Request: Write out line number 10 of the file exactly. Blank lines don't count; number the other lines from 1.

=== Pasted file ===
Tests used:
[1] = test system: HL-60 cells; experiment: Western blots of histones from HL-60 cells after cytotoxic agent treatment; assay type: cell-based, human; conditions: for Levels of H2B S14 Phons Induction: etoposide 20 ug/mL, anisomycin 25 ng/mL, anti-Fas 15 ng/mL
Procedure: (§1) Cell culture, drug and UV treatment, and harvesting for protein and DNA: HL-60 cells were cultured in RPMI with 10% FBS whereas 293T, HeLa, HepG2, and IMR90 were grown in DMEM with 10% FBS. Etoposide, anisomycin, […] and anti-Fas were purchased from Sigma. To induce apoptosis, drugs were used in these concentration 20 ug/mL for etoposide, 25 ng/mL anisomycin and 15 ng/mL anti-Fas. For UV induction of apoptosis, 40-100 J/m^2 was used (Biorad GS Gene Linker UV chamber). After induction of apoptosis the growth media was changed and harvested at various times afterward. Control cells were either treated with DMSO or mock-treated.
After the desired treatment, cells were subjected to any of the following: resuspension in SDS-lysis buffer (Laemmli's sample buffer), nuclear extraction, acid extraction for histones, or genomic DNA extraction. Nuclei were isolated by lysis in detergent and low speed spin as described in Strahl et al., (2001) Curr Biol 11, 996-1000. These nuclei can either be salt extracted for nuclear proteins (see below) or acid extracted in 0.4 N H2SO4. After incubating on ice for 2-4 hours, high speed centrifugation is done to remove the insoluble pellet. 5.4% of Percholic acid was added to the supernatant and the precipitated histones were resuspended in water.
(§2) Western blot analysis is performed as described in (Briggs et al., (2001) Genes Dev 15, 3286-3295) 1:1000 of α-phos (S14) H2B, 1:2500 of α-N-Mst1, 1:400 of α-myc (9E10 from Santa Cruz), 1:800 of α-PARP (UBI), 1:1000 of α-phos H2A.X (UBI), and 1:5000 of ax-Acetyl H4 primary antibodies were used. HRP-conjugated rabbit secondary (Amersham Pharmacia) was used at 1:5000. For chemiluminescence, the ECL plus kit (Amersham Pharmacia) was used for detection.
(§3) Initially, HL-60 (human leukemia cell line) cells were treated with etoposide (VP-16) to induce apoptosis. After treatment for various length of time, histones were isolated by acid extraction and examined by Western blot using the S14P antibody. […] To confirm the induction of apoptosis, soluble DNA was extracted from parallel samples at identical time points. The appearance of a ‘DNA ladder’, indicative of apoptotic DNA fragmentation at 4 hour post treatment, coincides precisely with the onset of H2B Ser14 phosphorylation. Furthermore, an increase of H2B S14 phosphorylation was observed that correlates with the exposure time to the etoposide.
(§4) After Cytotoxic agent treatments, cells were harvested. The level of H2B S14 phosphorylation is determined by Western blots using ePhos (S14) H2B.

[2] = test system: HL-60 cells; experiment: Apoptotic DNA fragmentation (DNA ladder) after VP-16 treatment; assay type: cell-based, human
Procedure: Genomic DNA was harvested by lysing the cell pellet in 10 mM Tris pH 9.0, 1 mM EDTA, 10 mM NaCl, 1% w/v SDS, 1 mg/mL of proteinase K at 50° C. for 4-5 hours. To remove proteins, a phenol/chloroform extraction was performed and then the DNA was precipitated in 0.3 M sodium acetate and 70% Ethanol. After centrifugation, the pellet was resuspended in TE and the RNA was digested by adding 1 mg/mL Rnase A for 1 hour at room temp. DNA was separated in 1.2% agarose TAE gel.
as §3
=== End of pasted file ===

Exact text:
as §3